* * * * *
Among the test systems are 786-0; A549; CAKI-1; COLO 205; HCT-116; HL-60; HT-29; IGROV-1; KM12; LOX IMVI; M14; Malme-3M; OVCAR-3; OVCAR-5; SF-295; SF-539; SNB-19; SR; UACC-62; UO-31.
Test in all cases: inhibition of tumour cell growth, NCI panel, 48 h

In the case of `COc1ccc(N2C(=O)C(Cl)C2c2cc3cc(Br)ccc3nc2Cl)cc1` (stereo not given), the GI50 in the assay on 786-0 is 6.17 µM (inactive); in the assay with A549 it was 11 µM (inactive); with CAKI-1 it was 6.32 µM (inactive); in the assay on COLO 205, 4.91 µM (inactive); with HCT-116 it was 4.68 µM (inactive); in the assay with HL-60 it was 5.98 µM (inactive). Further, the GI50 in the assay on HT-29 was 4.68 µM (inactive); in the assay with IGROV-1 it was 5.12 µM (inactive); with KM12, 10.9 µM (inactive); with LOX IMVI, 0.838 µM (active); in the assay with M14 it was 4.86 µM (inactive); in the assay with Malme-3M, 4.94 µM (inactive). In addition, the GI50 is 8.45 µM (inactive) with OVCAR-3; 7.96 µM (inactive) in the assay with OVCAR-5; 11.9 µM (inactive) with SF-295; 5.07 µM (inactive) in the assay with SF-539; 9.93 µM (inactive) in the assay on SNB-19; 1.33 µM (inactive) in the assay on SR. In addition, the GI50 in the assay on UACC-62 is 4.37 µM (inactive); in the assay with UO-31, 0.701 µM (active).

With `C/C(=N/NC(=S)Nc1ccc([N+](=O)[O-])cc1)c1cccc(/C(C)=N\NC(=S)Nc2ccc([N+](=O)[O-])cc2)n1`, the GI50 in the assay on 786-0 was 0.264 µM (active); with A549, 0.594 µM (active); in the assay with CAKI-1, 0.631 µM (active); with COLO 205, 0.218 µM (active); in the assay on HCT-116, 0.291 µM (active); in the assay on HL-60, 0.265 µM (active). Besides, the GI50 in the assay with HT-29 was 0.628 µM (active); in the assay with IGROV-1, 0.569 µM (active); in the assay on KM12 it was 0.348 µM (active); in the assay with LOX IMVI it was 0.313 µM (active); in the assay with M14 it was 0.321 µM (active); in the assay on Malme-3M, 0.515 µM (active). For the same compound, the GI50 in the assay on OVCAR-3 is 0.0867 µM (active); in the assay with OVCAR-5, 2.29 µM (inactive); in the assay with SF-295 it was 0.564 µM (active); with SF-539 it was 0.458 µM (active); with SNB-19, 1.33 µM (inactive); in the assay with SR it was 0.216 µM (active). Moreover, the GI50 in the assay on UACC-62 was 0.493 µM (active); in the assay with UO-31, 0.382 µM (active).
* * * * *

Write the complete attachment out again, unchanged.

Among the test systems are 786-0; A549; CAKI-1; COLO 205; HCT-116; HL-60; HT-29; IGROV-1; KM12; LOX IMVI; M14; Malme-3M; OVCAR-3; OVCAR-5; SF-295; SF-539; SNB-19; SR; UACC-62; UO-31.
Test in all cases: inhibition of tumour cell growth, NCI panel, 48 h

In the case of `COc1ccc(N2C(=O)C(Cl)C2c2cc3cc(Br)ccc3nc2Cl)cc1` (stereo not given), the GI50 in the assay on 786-0 is 6.17 µM (inactive); in the assay with A549 it was 11 µM (inactive); with CAKI-1 it was 6.32 µM (inactive); in the assay on COLO 205, 4.91 µM (inactive); with HCT-116 it was 4.68 µM (inactive); in the assay with HL-60 it was 5.98 µM (inactive). Further, the GI50 in the assay on HT-29 was 4.68 µM (inactive); in the assay with IGROV-1 it was 5.12 µM (inactive); with KM12, 10.9 µM (inactive); with LOX IMVI, 0.838 µM (active); in the assay with M14 it was 4.86 µM (inactive); in the assay with Malme-3M, 4.94 µM (inactive). In addition, the GI50 is 8.45 µM (inactive) with OVCAR-3; 7.96 µM (inactive) in the assay with OVCAR-5; 11.9 µM (inactive) with SF-295; 5.07 µM (inactive) in the assay with SF-539; 9.93 µM (inactive) in the assay on SNB-19; 1.33 µM (inactive) in the assay on SR. In addition, the GI50 in the assay on UACC-62 is 4.37 µM (inactive); in the assay with UO-31, 0.701 µM (active).

With `C/C(=N/NC(=S)Nc1ccc([N+](=O)[O-])cc1)c1cccc(/C(C)=N\NC(=S)Nc2ccc([N+](=O)[O-])cc2)n1`, the GI50 in the assay on 786-0 was 0.264 µM (active); with A549, 0.594 µM (active); in the assay with CAKI-1, 0.631 µM (active); with COLO 205, 0.218 µM (active); in the assay on HCT-116, 0.291 µM (active); in the assay on HL-60, 0.265 µM (active). Besides, the GI50 in the assay with HT-29 was 0.628 µM (active); in the assay with IGROV-1, 0.569 µM (active); in the assay on KM12 it was 0.348 µM (active); in the assay with LOX IMVI it was 0.313 µM (active); in the assay with M14 it was 0.321 µM (active); in the assay on Malme-3M, 0.515 µM (active). For the same compound, the GI50 in the assay on OVCAR-3 is 0.0867 µM (active); in the assay with OVCAR-5, 2.29 µM (inactive); in the assay with SF-295 it was 0.564 µM (active); with SF-539 it was 0.458 µM (active); with SNB-19, 1.33 µM (inactive); in the assay with SR it was 0.216 µM (active). Moreover, the GI50 in the assay on UACC-62 was 0.493 µM (active); in the assay with UO-31, 0.382 µM (active).